Scott SullivanHarvey A. Peltier, Sr. Associate Professor of Law
Scott Sullivan is the Harvey A. Peltier, Sr. Associate Professor of Law at LSU Law. He teaches and writes on international law, federal courts, foreign relations and the impact of transnational technology on law. Professor Sullivan’s scholarship focuses on the formation and legitimacy of international law, particularly in its implementation in U.S. courts and foreign affairs policy. He has published on military detention of non-state actors in the “war on terror,” national security privatization, treaty interpretation theory, opportunities of networked technology for determining custom in international law, and Constitutional powers of the federal government in foreign affairs.
Sullivan is a nationally recognized expert in armed conflict detention. He drafted the international law arguments for petitioners in the Supreme Court case Boumediene v. Bush and the judiciary cited his research in the landmark case Hamdan v. Rumsfeld. As the United States representative for the PRIV WAR global consortium, the European Union commissioned him to assess the impact of increasing use of private military and security companies in armed conflict.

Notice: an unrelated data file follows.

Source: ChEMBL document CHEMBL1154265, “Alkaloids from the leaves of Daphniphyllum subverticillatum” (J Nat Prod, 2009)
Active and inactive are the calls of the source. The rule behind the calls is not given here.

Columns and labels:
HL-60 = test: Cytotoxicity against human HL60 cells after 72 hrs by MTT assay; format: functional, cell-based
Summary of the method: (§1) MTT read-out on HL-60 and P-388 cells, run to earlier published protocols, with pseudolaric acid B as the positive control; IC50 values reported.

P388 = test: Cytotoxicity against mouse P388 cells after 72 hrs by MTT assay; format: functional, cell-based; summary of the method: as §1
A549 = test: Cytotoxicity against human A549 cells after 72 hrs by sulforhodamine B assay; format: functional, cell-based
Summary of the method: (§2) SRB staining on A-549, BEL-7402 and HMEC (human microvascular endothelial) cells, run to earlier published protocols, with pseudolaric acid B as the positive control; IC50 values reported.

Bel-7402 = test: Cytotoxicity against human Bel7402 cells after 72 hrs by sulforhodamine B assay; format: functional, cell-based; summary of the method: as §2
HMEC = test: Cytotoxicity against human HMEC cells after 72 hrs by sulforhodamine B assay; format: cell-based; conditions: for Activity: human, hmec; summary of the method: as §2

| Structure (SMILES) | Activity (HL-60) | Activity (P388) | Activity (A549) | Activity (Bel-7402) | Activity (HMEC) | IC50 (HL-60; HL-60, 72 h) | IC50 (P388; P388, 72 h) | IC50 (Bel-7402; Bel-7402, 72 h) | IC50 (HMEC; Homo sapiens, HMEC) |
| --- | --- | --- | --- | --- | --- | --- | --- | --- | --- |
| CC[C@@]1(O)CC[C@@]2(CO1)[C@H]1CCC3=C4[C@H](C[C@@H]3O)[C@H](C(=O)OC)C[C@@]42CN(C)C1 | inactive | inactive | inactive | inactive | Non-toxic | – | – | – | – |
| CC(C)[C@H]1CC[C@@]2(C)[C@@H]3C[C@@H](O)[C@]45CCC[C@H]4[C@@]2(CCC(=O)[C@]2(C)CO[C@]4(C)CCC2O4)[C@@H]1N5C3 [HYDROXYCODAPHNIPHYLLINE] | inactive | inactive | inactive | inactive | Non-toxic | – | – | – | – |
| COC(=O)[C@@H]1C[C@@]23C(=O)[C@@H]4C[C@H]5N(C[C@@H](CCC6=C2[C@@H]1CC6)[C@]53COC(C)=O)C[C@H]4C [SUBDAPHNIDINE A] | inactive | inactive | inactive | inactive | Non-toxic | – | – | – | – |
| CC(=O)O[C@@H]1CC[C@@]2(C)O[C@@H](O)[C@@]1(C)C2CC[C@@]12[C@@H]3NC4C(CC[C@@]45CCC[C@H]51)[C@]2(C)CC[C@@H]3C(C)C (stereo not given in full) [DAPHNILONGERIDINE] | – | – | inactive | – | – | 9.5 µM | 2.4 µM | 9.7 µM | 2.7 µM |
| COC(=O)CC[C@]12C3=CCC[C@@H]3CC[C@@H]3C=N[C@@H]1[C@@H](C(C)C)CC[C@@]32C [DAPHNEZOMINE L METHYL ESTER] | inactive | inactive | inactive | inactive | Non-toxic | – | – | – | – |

Prior to joining LSU Law, Professor Sullivan was an Emerging Scholars Visiting Assistant Professor at the University of Texas School of Law. While at Texas, he co-founded the National Security & Human Rights Program and Clinic and was an Associate at the Rapoport Center for Human Rights & Justice. Sullivan has also practiced law in New York and Chicago at Latham & Watkins LLP and Allen & Overy LLP, where he advised foreign and domestic companies on international sanctions compliance and defended habeas corpus rights of Guantanamo Bay detainees.
Sullivan earned his J.D. from University of Chicago School of Law and was awarded a Fulbright fellowship for his research at European University Institute where he earned an LLM in Comparative, European and International Law and worked with Antonio Cassese, Professor and President of the International Criminal Tribunal of Yugoslavia that tried Slobodan Miloševic.